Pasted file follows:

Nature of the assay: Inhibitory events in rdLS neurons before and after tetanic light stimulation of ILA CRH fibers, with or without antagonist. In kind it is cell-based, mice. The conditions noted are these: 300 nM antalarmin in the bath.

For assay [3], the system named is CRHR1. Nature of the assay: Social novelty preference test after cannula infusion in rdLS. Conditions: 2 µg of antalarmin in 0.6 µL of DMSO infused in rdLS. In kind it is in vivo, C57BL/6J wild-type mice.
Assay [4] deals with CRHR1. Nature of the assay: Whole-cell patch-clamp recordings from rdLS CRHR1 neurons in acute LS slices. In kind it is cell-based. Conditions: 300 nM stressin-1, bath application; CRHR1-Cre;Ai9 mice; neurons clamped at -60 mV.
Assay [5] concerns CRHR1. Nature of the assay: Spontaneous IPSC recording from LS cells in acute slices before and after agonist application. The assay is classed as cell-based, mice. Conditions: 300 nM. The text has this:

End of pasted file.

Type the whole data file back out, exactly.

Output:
Nature of the assay: Inhibitory events in rdLS neurons before and after tetanic light stimulation of ILA CRH fibers, with or without antagonist. In kind it is cell-based, mice. The conditions noted are these: 300 nM antalarmin in the bath.

For assay [3], the system named is CRHR1. Nature of the assay: Social novelty preference test after cannula infusion in rdLS. Conditions: 2 µg of antalarmin in 0.6 µL of DMSO infused in rdLS. In kind it is in vivo, C57BL/6J wild-type mice.
Assay [4] deals with CRHR1. Nature of the assay: Whole-cell patch-clamp recordings from rdLS CRHR1 neurons in acute LS slices. In kind it is cell-based. Conditions: 300 nM stressin-1, bath application; CRHR1-Cre;Ai9 mice; neurons clamped at -60 mV.
Assay [5] concerns CRHR1. Nature of the assay: Spontaneous IPSC recording from LS cells in acute slices before and after agonist application. The assay is classed as cell-based, mice. Conditions: 300 nM. The text has this: